A two-part presentation on cross-cultural communication consists of a discussion of cultural differences in interpersonal communication and an article from a Greek English-language publication concerning telephone use skills in a foreign country. Cultural differences in communication are divided into eight types and illustrated: (1) when to talk; (2) what to say; (3) pacing and pausing; (4) the art of listening; (5) intonation; (6) what is conventional and what is not in a language; (7) degree of indirectness; and (8) cohesion and coherence. Examples of these observations about communications skills, found in one person's experience with answering telephones in Greece, are discussed. It is concluded that cross-cultural communication presents a double-bind: the need to be connected to others and the need not to be imposed upon and that, in certain cultural situations, individuals must compromise these needs in order to communicate. An analogy is made between cross-cultural communication and a route on which someone has turned the signs around: the familiar signposts are there, but they don't lead in the right direction. (MSE)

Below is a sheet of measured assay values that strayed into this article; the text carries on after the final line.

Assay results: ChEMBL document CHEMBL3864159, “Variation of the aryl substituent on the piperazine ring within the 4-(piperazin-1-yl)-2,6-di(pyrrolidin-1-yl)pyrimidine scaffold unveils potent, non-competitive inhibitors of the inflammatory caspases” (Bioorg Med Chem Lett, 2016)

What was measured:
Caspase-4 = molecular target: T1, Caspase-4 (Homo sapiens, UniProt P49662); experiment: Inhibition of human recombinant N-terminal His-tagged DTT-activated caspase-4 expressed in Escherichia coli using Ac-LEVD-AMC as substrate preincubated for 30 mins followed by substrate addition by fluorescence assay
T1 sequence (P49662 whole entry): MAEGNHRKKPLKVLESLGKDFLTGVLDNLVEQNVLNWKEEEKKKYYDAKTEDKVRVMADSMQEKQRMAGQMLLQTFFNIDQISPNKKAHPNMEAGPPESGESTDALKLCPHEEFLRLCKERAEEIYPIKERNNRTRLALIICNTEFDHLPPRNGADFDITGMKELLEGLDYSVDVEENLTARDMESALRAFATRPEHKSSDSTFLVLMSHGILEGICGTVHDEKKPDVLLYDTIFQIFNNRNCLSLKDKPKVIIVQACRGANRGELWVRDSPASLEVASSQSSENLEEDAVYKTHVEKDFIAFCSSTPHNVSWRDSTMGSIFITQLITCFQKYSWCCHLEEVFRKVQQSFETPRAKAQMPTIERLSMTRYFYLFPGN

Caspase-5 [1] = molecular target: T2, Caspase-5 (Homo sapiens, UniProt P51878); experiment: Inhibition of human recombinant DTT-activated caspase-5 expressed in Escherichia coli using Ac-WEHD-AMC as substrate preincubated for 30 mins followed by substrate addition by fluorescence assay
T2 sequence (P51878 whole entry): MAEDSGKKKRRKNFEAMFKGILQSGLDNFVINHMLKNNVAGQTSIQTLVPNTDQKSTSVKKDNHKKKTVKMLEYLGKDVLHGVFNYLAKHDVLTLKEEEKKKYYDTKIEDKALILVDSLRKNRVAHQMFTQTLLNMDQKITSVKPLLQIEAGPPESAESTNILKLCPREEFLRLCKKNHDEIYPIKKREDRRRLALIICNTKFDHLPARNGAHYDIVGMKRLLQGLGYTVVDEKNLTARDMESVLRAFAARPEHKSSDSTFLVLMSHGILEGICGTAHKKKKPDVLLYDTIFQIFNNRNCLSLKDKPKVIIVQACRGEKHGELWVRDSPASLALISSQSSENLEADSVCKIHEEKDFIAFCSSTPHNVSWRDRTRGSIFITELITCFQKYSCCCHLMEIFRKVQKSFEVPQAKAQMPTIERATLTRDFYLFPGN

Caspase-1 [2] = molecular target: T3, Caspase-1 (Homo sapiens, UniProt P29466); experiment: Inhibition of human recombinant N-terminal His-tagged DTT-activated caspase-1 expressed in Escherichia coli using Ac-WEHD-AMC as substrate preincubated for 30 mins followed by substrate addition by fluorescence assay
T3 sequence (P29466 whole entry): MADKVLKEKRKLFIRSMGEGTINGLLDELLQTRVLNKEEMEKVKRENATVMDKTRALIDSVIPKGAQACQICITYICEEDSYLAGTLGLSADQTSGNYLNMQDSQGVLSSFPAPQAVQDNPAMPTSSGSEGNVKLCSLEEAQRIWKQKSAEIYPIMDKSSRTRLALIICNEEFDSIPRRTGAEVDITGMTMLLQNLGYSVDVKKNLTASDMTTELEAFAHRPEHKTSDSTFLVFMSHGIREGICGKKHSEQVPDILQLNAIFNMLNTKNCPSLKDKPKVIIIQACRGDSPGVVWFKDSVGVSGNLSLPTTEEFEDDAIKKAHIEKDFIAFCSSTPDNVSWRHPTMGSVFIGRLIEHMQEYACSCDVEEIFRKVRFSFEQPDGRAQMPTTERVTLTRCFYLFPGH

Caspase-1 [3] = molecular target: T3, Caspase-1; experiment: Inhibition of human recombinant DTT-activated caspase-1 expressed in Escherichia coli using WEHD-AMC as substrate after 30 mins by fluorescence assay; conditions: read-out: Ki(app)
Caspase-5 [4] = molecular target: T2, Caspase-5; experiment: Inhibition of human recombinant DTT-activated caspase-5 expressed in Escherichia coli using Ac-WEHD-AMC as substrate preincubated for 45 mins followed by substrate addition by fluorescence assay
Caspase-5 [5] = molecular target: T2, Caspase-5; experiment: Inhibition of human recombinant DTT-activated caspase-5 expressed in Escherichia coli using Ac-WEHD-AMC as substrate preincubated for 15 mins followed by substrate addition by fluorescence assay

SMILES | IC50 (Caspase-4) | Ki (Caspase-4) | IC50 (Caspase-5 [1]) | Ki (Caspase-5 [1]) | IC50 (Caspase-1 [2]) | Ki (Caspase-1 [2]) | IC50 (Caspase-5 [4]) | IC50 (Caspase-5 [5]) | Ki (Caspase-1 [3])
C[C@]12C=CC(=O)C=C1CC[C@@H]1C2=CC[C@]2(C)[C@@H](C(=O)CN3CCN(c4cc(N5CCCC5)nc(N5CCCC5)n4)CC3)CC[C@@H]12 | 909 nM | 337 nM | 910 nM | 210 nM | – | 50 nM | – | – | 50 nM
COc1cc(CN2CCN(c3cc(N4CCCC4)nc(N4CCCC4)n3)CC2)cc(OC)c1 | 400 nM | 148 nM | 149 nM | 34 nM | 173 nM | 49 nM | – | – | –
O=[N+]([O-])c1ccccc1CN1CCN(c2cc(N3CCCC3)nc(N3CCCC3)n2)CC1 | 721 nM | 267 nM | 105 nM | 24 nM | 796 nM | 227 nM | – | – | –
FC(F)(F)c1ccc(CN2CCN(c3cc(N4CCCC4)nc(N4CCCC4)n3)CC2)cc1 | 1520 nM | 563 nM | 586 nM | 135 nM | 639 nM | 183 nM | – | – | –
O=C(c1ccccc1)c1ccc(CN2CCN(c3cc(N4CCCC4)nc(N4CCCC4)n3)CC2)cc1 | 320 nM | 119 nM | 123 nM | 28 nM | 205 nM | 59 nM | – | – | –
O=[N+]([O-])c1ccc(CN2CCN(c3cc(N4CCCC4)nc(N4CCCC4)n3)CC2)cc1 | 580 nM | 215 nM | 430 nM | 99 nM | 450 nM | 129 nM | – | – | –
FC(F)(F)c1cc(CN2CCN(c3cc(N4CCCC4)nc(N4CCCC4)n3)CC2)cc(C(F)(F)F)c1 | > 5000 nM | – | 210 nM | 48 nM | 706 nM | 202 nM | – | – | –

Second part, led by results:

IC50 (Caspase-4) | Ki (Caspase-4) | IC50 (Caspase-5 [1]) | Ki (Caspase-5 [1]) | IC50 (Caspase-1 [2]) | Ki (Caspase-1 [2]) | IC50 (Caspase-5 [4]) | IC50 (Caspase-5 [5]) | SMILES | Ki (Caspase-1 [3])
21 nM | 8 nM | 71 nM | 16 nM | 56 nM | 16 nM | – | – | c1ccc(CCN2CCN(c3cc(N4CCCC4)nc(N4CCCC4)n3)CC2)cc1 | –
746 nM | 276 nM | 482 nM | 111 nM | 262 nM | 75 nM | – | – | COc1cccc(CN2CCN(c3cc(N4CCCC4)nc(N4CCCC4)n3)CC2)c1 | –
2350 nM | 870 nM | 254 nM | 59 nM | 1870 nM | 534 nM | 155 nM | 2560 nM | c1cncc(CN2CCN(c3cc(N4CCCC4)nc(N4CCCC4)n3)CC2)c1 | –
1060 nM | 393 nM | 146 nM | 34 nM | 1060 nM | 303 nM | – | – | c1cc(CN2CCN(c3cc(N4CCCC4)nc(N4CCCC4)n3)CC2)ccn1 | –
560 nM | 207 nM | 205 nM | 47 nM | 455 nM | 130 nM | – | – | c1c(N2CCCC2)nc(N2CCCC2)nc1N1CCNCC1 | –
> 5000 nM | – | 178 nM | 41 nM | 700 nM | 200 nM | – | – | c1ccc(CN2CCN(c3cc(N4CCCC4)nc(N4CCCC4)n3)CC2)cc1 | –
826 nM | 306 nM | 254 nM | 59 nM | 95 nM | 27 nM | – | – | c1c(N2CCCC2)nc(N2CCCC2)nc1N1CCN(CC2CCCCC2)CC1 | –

Paper presented at the State Meeting of the California Association of Teachers of English to Speakers of Other Languages (Los Angeles, CA, April 15-17, 1983); In: CATESOL Occasional Papers; Number 10 p1-16 Fall 1984.
1 - Available on microfiche
California Association of Teachers of English to Speakers of Other Languages.